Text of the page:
Since its debut in 2015, the Splatoon series has delivered unique and colorful gameplay based on sparse launch content and underwhelming time restrictions for specific modes. While post-launch content greatly bolstered both games up to this point, I’ve always been disappointed in how little was initially offered. Now in its third entry, the series may feel a little less fresh, but Splatoon 3 fixes the series’ long-standing launch content issues while retaining all the fun that made the series such a hit.
Putting on your custom Inkling’s fancy shoes again feels great; splattering brightly colored ink on him looks, feels, and sounds satisfyingly messy, especially when he’s splattering an enemy. Few games match the fluid and intuitive mobility that Splatoon offers you while submerged and navigating a map. While Splatoon 3 offers more modes than ever before, those core gameplay principles hold true no matter which one you play.
Splatoon’s competitive multiplayer, where two opposing teams battle to cover the map (and each other) in their colored ink, is the destination for most, and that’s where the added content feels the most impactful. While the maps sadly still work on a timed rotation, the pool they are drawn from is much deeper than previous releases; Turf War’s 12 maps, consisting of old and new stages, almost equal the release total of the first two games combined.
Splatoon 3 also carries over the weapons from the previous games while introducing fun additions to the arsenal, like a helpful multi-target bow with rounds that explode when fully loaded and the Splatana, which makes you feel like an ink-shooting ninja. Meanwhile, Splatoon 3 gives high-skill players new tools in the form of Squid Surge, a new burst for scaling walls, and Squid Roll, a protected jump that lets you spin on a dime while swimming. Squid Surge is less valuable unless you’re scaling a tall wall, but Squid Roll, with its ability to chain multiple moves together in quick succession, can alter the outcome of almost any encounter if used effectively.
Like previous games, the frenetic pace of these three-minute matches makes them ideal for short play sessions and also appealing to those who fall into the “just one more game” mentality. The final minute, where the music cranks up and everyone tries to cover as much ground as possible (literally), is still an adrenaline rush in the race to splatter more ink than the opposing team. That excitement is amplified in the revamped Splatfests, which now include three different teams. Most of the experience remains unchanged, but the new Tricolor Turf Wars, where the first-place team of four players must defend the center position against two squads of two, shakes things up. These intense matches require new strategies for everyone involved, as groups converge from opposite sides of the map.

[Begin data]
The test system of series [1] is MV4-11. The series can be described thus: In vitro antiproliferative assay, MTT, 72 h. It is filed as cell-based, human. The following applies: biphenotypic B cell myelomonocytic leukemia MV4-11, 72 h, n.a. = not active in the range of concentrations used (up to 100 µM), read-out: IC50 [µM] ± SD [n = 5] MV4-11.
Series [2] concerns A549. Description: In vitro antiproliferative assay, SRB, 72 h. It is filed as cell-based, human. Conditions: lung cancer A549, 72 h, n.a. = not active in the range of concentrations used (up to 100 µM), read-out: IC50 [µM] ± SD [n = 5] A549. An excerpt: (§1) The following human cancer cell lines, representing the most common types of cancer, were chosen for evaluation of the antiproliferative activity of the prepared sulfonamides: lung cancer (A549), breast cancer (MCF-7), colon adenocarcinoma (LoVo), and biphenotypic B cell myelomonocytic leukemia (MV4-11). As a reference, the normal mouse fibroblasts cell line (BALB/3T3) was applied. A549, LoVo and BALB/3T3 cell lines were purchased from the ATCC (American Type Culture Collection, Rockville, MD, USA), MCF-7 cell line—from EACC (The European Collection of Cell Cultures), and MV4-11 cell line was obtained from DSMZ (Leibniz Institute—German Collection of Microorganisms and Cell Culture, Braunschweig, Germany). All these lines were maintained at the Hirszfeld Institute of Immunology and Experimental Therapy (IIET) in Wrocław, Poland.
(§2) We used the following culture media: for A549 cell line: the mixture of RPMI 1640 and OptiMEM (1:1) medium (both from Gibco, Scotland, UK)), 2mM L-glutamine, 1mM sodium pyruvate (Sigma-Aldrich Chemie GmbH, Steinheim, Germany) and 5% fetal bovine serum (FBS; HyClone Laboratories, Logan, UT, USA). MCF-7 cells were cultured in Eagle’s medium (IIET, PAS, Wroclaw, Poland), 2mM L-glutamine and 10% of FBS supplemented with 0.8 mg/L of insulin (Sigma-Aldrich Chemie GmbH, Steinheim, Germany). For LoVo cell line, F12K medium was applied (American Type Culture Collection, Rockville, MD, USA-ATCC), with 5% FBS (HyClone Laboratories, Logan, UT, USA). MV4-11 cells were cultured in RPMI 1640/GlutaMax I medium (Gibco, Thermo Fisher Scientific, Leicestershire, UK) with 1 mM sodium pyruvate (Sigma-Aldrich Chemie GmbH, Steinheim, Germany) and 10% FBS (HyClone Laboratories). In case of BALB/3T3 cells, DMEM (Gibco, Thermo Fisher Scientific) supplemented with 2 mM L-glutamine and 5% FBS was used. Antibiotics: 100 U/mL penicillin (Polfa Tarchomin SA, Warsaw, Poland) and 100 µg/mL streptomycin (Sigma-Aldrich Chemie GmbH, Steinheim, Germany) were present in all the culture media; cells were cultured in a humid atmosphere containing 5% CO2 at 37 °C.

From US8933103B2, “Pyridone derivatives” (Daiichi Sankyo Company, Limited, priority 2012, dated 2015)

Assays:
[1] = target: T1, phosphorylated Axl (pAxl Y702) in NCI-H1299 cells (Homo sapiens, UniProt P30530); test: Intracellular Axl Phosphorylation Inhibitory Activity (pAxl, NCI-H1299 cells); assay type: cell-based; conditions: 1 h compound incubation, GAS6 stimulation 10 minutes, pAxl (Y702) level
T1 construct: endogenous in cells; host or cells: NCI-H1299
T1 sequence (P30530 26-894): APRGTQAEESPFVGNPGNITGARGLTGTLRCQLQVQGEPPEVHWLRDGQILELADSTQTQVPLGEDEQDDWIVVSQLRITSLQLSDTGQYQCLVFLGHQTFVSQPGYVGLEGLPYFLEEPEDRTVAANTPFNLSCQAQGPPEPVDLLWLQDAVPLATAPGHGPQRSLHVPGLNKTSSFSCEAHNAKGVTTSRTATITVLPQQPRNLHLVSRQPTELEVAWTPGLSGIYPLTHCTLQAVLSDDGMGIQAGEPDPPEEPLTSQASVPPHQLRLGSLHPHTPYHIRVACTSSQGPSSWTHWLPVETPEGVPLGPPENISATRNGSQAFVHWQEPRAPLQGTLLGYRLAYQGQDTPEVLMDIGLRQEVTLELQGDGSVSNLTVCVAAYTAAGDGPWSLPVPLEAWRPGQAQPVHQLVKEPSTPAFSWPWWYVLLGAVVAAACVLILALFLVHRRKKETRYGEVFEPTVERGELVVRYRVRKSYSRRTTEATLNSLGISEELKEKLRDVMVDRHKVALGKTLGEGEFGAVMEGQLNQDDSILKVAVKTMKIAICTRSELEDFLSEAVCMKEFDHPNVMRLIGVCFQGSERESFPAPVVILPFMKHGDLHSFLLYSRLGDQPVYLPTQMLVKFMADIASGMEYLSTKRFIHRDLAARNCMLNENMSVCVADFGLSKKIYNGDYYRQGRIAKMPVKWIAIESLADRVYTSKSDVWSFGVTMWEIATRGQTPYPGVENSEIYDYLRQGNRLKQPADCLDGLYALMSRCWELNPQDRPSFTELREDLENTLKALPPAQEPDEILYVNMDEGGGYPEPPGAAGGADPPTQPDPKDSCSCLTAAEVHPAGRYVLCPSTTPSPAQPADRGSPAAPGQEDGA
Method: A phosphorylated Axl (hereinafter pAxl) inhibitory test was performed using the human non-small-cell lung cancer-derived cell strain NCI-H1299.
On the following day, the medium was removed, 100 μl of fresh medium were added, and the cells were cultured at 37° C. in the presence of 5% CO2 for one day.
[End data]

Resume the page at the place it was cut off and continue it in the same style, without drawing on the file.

While the series is rightfully known for its competitive multiplayer, the other two main modes are also worthwhile components. Splatoon 3’s Salmon Run evolves the exciting wave-based cooperative PvE multiplayer experience by adding more bosses (all of which require unique strategies to defeat) and the ability to throw the eggs you retrieve from them into the goal basket. Working together to defeat minions and retrieve enough eggs from fallen bosses to advance to the next round never fails to be exciting. However, the biggest advantage of this mode is that Splatoon 2’s arbitrary time restrictions have been gone in favor of the mode receiving the same 24/7 availability as the other mainstays.
This iteration also continues the series’ tradition of providing fun single-player missions that take advantage of the franchise’s various mechanics. Splatoon 3’s single-player Hero Mode is a great way to familiarize yourself with the game’s controls, strategies, and weapons, but it’s much more than just a glamorous tutorial. The story is inconsequential, but thanks to several fast-paced introduced gimmicks and puzzles involving your new partner, Smallfry, the Hero Mode levels present largely satisfying explorations of how the developers can expand the core game in surprising and exciting ways. exciting.
I loved missions like one where I was riding on rails while taking part in a fast-paced shooting gallery or one where I was navigating through a maze full of enemies with a big twist at the end. While I loved most of my time spent in Hero Mode, there are a few flaws, with some missions providing more frustration than fun, and others coming too close to the missions I played in Splatoon 2. The boss battles, which were Among my favorite parts of previous games, they offer a mixed bag, albeit mostly underwhelming. However, the ones that do punch are among the best the series has ever featured.
Splatoon 3 doesn’t reinvent the wheel, nor does it need to. Instead, it improves almost every element of the franchise in sometimes small but significant ways. With a strong set of content available at launch and at least two years of free and premium content on the horizon, Splatoon 3 is simultaneously the best entry in the series to date and its most promising.